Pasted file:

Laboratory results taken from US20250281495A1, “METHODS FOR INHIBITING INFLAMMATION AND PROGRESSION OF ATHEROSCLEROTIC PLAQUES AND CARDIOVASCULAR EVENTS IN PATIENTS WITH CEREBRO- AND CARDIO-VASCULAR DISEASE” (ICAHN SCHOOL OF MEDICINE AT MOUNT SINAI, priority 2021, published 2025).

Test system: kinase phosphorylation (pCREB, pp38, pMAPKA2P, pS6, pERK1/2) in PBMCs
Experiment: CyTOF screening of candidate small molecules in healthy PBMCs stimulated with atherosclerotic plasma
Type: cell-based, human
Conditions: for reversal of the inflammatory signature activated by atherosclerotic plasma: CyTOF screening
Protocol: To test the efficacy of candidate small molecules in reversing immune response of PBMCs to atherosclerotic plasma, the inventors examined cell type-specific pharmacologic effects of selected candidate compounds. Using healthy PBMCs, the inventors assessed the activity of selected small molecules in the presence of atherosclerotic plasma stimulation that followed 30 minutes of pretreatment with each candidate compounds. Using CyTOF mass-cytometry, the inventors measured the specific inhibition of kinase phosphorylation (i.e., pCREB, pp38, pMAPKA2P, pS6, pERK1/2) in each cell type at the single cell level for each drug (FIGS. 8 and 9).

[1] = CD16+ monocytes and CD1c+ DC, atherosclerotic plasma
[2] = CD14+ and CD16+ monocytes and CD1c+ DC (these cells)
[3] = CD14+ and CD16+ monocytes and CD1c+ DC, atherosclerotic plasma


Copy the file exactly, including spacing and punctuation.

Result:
Laboratory results taken from US20250281495A1, “METHODS FOR INHIBITING INFLAMMATION AND PROGRESSION OF ATHEROSCLEROTIC PLAQUES AND CARDIOVASCULAR EVENTS IN PATIENTS WITH CEREBRO- AND CARDIO-VASCULAR DISEASE” (ICAHN SCHOOL OF MEDICINE AT MOUNT SINAI, priority 2021, published 2025).

Test system: kinase phosphorylation (pCREB, pp38, pMAPKA2P, pS6, pERK1/2) in PBMCs
Experiment: CyTOF screening of candidate small molecules in healthy PBMCs stimulated with atherosclerotic plasma
Type: cell-based, human
Conditions: for reversal of the inflammatory signature activated by atherosclerotic plasma: CyTOF screening
Protocol: To test the efficacy of candidate small molecules in reversing immune response of PBMCs to atherosclerotic plasma, the inventors examined cell type-specific pharmacologic effects of selected candidate compounds. Using healthy PBMCs, the inventors assessed the activity of selected small molecules in the presence of atherosclerotic plasma stimulation that followed 30 minutes of pretreatment with each candidate compounds. Using CyTOF mass-cytometry, the inventors measured the specific inhibition of kinase phosphorylation (i.e., pCREB, pp38, pMAPKA2P, pS6, pERK1/2) in each cell type at the single cell level for each drug (FIGS. 8 and 9).

[1] = CD16+ monocytes and CD1c+ DC, atherosclerotic plasma
[2] = CD14+ and CD16+ monocytes and CD1c+ DC (these cells)
[3] = CD14+ and CD16+ monocytes and CD1c+ DC, atherosclerotic plasma